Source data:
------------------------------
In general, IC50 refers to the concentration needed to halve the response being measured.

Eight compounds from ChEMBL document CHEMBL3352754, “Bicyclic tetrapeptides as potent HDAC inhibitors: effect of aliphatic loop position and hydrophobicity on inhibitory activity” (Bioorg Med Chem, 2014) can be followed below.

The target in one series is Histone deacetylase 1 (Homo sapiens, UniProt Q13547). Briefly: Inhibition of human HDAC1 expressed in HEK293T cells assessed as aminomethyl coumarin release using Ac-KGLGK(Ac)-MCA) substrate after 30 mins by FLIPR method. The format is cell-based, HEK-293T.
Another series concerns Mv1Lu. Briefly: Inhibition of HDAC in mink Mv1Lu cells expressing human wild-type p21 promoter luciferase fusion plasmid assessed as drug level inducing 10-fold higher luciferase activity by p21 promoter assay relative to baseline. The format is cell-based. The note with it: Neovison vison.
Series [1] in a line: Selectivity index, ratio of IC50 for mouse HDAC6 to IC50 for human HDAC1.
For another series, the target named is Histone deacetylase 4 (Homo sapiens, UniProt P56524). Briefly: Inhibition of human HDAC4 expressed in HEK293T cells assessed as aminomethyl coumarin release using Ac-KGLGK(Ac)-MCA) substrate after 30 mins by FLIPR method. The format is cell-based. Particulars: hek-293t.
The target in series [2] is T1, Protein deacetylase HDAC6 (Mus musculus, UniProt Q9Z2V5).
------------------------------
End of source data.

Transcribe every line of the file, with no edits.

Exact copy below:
In general, IC50 refers to the concentration needed to halve the response being measured.

Eight compounds from ChEMBL document CHEMBL3352754, “Bicyclic tetrapeptides as potent HDAC inhibitors: effect of aliphatic loop position and hydrophobicity on inhibitory activity” (Bioorg Med Chem, 2014) can be followed below.

The target in one series is Histone deacetylase 1 (Homo sapiens, UniProt Q13547). Briefly: Inhibition of human HDAC1 expressed in HEK293T cells assessed as aminomethyl coumarin release using Ac-KGLGK(Ac)-MCA) substrate after 30 mins by FLIPR method. The format is cell-based, HEK-293T.
Another series concerns Mv1Lu. Briefly: Inhibition of HDAC in mink Mv1Lu cells expressing human wild-type p21 promoter luciferase fusion plasmid assessed as drug level inducing 10-fold higher luciferase activity by p21 promoter assay relative to baseline. The format is cell-based. The note with it: Neovison vison.
Series [1] in a line: Selectivity index, ratio of IC50 for mouse HDAC6 to IC50 for human HDAC1.
For another series, the target named is Histone deacetylase 4 (Homo sapiens, UniProt P56524). Briefly: Inhibition of human HDAC4 expressed in HEK293T cells assessed as aminomethyl coumarin release using Ac-KGLGK(Ac)-MCA) substrate after 30 mins by FLIPR method. The format is cell-based. Particulars: hek-293t.
The target in series [2] is T1, Protein deacetylase HDAC6 (Mus musculus, UniProt Q9Z2V5).